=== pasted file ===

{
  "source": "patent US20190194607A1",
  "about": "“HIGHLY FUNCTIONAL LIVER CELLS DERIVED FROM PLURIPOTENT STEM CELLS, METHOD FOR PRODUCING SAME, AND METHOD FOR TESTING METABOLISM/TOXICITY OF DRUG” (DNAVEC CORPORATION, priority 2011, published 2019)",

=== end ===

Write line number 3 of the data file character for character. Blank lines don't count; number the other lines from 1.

  "about": "“HIGHLY FUNCTIONAL LIVER CELLS DERIVED FROM PLURIPOTENT STEM CELLS, METHOD FOR PRODUCING SAME, AND METHOD FOR TESTING METABOLISM/TOXICITY OF DRUG” (DNAVEC CORPORATION, priority 2011, published 2019)",